A group of us camped out in the back yard overnight,
Diane and Keith slept in their car, with their feet out the back.
But eight? Eighteen, twenty eight? Those days are lost to me.
Sands through the hourglass, spent.

When young, hours and days shiny with potential shimmered ahead
as time held its breath, and released gently.
Now weeks and months rush by, stormy wind through the trees.
I try to grasp them all, hold them to me.
Precious, untapped promise of what can be.
How have I spent the coin of the last 365 days?

My fiftieth was fab, sparkling fun and friend filled.
Other days are also easy - historic times.
Brexit shocked, the results ripple still.
America got Trumped, interesting days ahead.
A new kitchen at home, a new office at work
and holidays for exploring the world.
Body bits are hurting, there seems more of that,
lots of laughter, friendship, and wine.
A year of change, yet only just behind.
What will I remember, when Iím sixty four?

The calendar on my wall rustles, days like leaves
call me to fill them with stuff that matters.
Maintaining friendships, making new adventures,
even keeping the old routines.

Some things I remember clearly, see with sharp focused lens
others blur behind me, Iíve taken my glasses off.
Most days of the year have disappeared in the dark.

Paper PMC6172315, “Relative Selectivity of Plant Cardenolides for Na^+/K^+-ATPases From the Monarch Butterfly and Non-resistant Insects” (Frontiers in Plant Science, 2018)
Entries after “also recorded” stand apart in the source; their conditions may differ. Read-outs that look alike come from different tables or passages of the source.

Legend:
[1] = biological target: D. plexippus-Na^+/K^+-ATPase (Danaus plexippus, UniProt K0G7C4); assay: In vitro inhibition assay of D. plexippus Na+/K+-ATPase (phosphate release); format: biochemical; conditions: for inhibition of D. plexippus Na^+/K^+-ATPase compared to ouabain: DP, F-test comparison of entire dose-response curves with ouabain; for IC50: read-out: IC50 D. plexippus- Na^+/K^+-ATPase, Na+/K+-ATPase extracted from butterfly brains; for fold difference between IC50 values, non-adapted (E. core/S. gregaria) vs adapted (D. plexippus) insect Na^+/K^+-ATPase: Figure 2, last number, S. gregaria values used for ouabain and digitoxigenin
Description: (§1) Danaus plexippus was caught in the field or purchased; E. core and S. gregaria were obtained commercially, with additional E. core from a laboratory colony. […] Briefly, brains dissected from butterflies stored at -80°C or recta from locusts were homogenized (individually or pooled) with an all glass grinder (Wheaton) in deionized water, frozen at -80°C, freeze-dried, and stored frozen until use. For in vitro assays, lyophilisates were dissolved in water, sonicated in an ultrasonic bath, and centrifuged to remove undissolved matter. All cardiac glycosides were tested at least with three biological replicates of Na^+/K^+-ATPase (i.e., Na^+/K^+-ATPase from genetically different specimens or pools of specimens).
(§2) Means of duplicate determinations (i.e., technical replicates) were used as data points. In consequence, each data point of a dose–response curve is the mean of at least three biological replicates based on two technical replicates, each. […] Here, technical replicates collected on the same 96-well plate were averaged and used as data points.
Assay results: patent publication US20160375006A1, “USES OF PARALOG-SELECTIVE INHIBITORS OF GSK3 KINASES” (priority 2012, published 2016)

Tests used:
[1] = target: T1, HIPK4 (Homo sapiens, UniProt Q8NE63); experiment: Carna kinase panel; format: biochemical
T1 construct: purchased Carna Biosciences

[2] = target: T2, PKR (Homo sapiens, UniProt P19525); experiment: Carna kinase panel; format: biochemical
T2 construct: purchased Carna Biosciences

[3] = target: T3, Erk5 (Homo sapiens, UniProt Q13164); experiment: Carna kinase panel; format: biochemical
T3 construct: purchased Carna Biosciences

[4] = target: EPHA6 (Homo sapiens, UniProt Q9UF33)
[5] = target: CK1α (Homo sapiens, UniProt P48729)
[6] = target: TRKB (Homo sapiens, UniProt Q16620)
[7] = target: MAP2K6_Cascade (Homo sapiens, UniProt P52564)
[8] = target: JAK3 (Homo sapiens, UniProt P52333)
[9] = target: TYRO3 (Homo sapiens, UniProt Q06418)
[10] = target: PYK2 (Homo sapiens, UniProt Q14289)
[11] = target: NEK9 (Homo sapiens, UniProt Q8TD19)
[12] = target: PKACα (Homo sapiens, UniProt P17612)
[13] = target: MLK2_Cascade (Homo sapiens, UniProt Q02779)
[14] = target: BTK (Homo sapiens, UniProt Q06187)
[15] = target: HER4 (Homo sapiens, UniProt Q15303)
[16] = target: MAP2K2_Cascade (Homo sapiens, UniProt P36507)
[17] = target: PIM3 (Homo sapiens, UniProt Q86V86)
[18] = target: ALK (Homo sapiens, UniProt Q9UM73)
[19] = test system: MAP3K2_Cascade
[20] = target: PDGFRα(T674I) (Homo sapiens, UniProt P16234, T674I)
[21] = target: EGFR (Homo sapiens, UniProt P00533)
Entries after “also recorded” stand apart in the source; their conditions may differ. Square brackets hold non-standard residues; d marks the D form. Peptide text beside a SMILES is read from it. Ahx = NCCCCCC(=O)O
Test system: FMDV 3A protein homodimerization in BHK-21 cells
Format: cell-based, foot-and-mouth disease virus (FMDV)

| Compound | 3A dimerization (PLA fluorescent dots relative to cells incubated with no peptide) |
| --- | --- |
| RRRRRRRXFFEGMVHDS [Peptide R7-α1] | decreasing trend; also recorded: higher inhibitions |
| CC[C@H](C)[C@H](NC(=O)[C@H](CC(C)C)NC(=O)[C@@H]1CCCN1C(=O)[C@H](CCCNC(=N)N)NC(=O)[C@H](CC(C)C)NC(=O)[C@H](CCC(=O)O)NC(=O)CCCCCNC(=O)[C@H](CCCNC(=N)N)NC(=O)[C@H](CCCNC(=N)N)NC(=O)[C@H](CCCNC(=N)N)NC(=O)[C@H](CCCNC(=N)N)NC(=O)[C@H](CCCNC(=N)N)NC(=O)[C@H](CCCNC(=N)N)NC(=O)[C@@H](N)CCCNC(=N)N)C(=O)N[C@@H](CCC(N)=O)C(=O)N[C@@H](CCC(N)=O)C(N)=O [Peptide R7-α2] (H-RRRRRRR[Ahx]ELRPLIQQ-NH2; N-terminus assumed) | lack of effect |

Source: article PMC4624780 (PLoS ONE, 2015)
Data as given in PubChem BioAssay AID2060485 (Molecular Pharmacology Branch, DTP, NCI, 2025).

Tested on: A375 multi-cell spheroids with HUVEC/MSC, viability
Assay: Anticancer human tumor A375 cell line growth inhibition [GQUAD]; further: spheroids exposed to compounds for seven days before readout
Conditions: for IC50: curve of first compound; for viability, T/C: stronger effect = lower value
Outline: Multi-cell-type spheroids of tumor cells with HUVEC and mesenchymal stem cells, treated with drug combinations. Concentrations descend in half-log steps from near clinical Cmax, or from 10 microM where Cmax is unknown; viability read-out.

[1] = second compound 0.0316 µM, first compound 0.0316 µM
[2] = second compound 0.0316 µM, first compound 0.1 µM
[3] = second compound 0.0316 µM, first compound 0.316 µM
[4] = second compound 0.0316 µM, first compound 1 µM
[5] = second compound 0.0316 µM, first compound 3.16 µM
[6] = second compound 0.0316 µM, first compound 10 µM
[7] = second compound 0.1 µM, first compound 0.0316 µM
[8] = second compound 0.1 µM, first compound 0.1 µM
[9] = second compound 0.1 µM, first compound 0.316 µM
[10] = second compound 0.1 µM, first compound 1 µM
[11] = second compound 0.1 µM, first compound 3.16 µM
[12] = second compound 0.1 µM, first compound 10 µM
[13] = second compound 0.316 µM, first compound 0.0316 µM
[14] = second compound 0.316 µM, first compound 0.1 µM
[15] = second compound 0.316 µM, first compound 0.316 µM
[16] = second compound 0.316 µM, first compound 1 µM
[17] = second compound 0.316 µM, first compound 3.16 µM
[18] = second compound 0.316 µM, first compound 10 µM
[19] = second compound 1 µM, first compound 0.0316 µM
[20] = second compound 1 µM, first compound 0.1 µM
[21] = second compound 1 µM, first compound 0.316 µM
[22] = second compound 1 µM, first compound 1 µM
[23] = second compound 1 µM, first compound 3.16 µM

Yet they all serve to form me, to be part of my choices
the direction of where I want to go, of where I want to be.
The days ahead still glisten with possibility.

Best get on with it.

by Camilla Reeve

Night spread itself before me,
thick, soft and otherworldly
as a velvet stole. Rare points of brightness glowed

from stars, riding lights on little boats,
and glimmers from curtained rooms
that made the dark feel darker.

The Inn behind me with its crowd of drinkers
pulsed small and tinny, as if a miniature
of Richmondís nightlife were sketched in ink.

Ahead, a world where half a moon was hung
against its cloudy wrap of indigo,
where every gleam that showed

was matched by night-timeís blackest robes
making pretend no human stood there,
no voices called from friend to friend,

no evening merriment was nearly at an end
but never had been in this world at all,
just swarming lights like fireflies in the shade

and air for once not warm or cool but radiant
with all the energy and beauty of a place Ė
Eden perceived as night instead of day,
love seen as what enfolds to keep us safe.

by Jane Sherwin

When Autumn tinges coloured hues
hidden odours waft,
tenuous harmony emerges.
Late energy,
a vibrant evening sun,
coats heaven
and nature gleams exquisitely,
chrome, orange, lemon,
ochre, umber, red.

by Jenny Messer

Puffins, Guillemots, Razor Bills,
washed up on the shores,
from Wales to the beaches
as far as Northern France.

The winter storms battered the British Isles
doing so much damage
to homes and livelihoods,
did more than we could know.

These beautiful birds,
would normally be ready to mate,
being round bodied
from their fill of winter fish.

Now lying battered and starved to death,
washed in on stormy seas,
along with the myriad
flotsam and jetsam.

Farewell beautiful birds.